Happy April,

      I'm just back from visiting last year's contest winner, the Thomas Page Elementary School in Cotati, California.  I met the most dedicated teachers and very enthusiastic students, all of them very talented at drawing and creating.  Being creative is like playing.   When you have ideas drawing, you might put your main goal aside and try out new ideas.  Try whatever comes into your head.  I always laugh when I think about being creative and making something new, because I do opposite things at once.  I have a picture in mind right now, it is the inside of the three bear's house, but I try not to think about getting it done.  I pretend I have all the time in world.  Lots of people give me advise, but that makes me feel boxed in, so I try to find my own voice and after I've finished, then think of their words.  In my case the advise is good!  It comes from my editor, my art director, from parents, teachers, and kids.  It comes from my husband and my daughter.  I like their different perspectives , but when I first start a project I like to pretend I'm seven years old again, playing and having fun with the picture.  Once my picture is finished, then I go back and change a little here or there.  It's a funny way of doing things!  The three bear's house I will be drawing will be an igloo.  I will travel to the Arctic to experience Nunavut, a Northern territory of Canada that is home to Inuit people.  Their culture is very old and strongly guarded, because their way of life, living off the land, is changing with access to TV and gas engines.  I have always been an admirer of Inuit art because often it depicts animals and birds.  I hope I can soak up the Inuit way of creating and let it change my art.  I am getting ready for the trip by gathering together very warm clothes.  No matter how high tech our materials are, the clothes we have are no match for the traditional skin and fur clothes made by Inuit people.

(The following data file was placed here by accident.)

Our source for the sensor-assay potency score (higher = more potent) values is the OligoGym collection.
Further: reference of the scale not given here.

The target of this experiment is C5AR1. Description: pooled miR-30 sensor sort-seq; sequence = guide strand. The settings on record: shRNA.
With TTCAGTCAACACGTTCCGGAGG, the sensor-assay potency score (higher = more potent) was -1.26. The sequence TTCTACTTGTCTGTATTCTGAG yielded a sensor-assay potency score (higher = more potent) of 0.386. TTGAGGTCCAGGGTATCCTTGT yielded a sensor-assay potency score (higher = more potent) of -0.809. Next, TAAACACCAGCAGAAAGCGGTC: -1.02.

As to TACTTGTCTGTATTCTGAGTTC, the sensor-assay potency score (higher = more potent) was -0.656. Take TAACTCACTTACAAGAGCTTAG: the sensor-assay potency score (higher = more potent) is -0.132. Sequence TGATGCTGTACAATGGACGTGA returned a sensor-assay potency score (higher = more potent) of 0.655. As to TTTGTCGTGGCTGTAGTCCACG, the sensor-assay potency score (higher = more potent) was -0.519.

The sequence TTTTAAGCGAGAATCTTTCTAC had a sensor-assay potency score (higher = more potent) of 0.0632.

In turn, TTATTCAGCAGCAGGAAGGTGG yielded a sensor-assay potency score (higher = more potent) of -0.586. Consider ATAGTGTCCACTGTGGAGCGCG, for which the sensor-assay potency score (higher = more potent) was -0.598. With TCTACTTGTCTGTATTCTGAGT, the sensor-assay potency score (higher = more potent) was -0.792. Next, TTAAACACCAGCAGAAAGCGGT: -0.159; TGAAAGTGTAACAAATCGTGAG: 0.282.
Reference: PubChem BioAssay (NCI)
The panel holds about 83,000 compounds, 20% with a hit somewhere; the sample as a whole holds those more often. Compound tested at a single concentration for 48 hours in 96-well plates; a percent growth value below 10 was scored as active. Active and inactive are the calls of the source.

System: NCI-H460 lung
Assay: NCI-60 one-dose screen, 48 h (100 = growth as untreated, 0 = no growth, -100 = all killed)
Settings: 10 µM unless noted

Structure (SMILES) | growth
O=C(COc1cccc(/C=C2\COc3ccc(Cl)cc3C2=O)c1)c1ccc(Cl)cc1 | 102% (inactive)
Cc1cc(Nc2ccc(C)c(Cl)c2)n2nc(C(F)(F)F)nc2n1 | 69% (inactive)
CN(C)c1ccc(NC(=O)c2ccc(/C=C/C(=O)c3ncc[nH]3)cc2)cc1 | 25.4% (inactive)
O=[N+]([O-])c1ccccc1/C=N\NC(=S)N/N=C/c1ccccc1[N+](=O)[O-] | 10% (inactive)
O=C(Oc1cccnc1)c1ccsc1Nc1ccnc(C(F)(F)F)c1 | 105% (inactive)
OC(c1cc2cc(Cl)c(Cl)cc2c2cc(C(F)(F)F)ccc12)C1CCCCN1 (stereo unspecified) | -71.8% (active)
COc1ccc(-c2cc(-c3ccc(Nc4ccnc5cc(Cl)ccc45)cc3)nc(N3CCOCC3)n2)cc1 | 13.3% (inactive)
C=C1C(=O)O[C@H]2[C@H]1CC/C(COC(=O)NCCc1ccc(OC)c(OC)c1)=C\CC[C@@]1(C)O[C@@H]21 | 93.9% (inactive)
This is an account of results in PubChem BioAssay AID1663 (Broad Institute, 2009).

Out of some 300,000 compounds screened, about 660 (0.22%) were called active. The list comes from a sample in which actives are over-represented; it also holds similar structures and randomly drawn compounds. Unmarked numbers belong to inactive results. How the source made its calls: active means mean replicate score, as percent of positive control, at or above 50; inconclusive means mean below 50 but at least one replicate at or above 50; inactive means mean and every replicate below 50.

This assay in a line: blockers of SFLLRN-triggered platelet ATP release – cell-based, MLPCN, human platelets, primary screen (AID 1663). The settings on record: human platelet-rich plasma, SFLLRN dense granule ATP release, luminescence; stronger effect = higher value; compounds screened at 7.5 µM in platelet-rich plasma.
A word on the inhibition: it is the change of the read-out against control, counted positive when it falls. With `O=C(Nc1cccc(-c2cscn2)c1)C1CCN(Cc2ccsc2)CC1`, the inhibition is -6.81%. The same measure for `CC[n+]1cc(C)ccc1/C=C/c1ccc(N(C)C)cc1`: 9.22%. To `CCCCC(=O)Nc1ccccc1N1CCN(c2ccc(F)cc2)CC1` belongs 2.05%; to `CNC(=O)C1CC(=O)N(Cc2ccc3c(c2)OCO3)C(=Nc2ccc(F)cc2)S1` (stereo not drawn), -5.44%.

To get a head start on the experience we will have up north, I have sent away for books on Inuit art, and on the Inuit art of making clothes.  I am learning about what the clothes tell us.  For example, little boy's parkers have pointed hoods, and little girls hoods are round.  Women's parkas go up on the sides and hang down in the front and the back.  They also have a big hood where a baby can ride, or it can be used to carry something that needs to be kept warm, like water.  Some parkas are decorated with beautiful designs and colorful patterns and are used for dances and social occasions.  It is unlikely the Goldilocks characters would have one on when she is out and about with her dog sled team, but I may use my artistic license so I can paint the original and skillfully made clothes. That is something I'll ask about when I'm in the Arctic.
     One of the important things I've learned about in my reading is about the ice itself.  Sea ice, although frozen moves around with the wind.  Huge cracks form where water shows through called leads.  Sometimes the ice crashes together and forms ridges that have fantastic shapes.  Sea animals that feed on fish under the ice must come up for air.  The air holes for seals are kept clear of new ice by the seal.  I will feel I am really in the Arctic when I see one of the those.  I will show icebergs in my book and I am eager to see them.  I have read that only 1/8 of an iceberg is visible about the surface.  Will the ocean be so clear that you can see the underwater part?  These are only a few of the questions I have, so you can see my story will reflect a sense of discovery of a new place.
     Happy reading and good luck drawing and creating your new world on paper.   Bye for now, your friend,

                             Jan Brett